Those inconclusive meanderings ended on 1 October when a severe gale blew up while Austin was off Lobos Island. During the third stormy day, her lookouts sighted a ship in distress; and she immediately dispatched boats to aid the stricken vessel which proved to be the Mexican Segunda Faina. The Texans succeeded in saving all 26 people on board as well as her cargo. On 14 October, Austin departed Lobos Island and set a course for Tampico to land the survivors. She arrived there on the 16th and completed her appointed mission the incongruous result of which was to have her enemies ashore laud her and her crew as heroes. She remained in the area several days in the hope that her newly found hero status might allow her to fill her beleaguered water casks. The honeymoon lasted only four days. On 20 October, a boat from Austin attempting to gather fresh water from the river current about one and one-half miles offshore was fired upon by a Mexican shore battery. Though the men of the boat crew suffered only a drenching from the shell splashes and made good their escape back to Austin, Commodore Moore concluded that hostilities had recommenced. He fired one token shot from an impossible range and sailed Austin away to gather his squadron to promulgate a blockade of the eastern coast of Mexico.
The sloop of war returned to the anchorage at the Areas Islands to find San Jacinto hard aground and severely damaged by a storm. After surveying the stricken ship, Moore sailed in Austin to find San Bernard and Zavala, the other two active ships of his squadron. He visited Campeche on 8 November and Sisal on the 10th. From the latter port, he headed for Frontera where he finally found Zavala and San Bernard on the 14th. At this point, the Texas squadron desperately needed cash to repair San Jacinto, to supply fuel for the steamer Zavala, and to provide stores and provisions for the rest of the squadron. Accordingly, discussions were held regarding the Texas squadron's potential utility in helping Yucatan federalist forces in their siege of centralist-held San Juan Bautista located several miles up the Tabasco River. Yucatan General Anaya agreed to pay the Texas Navy $25,000 of the ransom charged the town if the joint attack succeeded. On 19 November, Austin started up the Tabasco in company with San Bernard and a Yucatan brig— all being towed by Zavala. The warships arrived off San Juan Bautista the following day, and the town's 600-man centralist garrison surrendered without a shot's being fired by either side. Austin and the rest of the squadron remained at the town for several days to assure collection of the Texas Navy's entire share of the ransom and then the fever-wracked squadron departed, manned by 30 men among the three ships. The sloop of war stopped at the Areas Islands on 13 January 1841 to pick up the sick who had been left there to recover and then headed back to Galveston where she arrived on 1 February.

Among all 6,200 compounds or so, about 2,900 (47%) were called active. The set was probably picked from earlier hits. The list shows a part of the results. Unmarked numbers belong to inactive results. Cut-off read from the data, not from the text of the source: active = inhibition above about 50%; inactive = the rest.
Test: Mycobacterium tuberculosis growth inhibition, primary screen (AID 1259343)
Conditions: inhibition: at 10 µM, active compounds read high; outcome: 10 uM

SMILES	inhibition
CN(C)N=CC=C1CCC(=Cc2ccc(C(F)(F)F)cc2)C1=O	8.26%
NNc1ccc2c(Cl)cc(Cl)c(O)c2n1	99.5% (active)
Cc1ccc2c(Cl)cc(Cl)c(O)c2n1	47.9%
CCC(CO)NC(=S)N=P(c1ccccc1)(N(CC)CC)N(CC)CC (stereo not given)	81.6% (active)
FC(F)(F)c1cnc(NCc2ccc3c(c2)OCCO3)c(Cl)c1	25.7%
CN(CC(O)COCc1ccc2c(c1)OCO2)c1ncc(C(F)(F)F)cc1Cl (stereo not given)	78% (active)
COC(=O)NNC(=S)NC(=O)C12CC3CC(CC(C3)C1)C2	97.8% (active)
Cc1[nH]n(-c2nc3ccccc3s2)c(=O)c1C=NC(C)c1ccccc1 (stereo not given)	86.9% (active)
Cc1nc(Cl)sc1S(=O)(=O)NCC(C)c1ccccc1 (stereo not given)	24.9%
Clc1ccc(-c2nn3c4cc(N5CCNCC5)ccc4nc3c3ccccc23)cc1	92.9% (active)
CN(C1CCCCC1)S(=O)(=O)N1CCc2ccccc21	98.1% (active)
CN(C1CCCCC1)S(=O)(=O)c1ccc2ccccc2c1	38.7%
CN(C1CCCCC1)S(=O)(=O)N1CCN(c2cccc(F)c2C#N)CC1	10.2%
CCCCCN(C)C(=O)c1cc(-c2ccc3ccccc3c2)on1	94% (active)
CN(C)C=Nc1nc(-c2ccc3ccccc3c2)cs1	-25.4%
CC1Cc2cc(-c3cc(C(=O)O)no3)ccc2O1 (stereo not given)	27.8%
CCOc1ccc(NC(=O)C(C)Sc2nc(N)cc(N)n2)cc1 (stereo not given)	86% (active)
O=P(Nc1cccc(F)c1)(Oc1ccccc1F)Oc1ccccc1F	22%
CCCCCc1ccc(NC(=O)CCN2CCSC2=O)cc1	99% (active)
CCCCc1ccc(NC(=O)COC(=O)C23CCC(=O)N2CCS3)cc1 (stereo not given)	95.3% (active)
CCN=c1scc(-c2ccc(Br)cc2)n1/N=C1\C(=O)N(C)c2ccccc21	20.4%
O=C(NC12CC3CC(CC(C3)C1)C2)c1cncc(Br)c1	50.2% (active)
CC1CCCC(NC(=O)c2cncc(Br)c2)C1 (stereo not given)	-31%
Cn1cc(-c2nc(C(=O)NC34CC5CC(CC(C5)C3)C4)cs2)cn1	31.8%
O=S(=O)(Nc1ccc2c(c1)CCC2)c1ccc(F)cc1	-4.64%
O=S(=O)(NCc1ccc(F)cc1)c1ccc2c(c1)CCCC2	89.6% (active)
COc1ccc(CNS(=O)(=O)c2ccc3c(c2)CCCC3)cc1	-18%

At Galveston, Austin was placed in reduced commission, serving only on harbor patrol. She remained there through most of what was left of 1841 before returning to full commission early in December 1841.
During the middle of the first week in December, Austin was towed across the Galveston bar to receive stores and provisions in preparation for her second cruise in cooperation with the Yucatan federalists against centralist Mexican forces. On 13 December with Commodore Moore embarked, she set sail for Yucatan. By 5 January 1842, Austin had rendezvoused with SanBernard and San Antonio, both of which had departed Galveston ahead of her. The three Texas Navy warships entered the port of Sisal on the 6th and remained there until the 24th while Commodore Moore conducted diplomatic discussions with the federalists of Yucatan. On the latter day, she got underway for a humanitarian mission—the rescue of the crew and the salvage of the cargo of the American merchant ship Sylph which had been driven hard aground on Alacranes Island during a severe storm. She succeeded in her mission and landed passengers, crew, and cargo back at Sisal, Sylph's destination, on the 27th.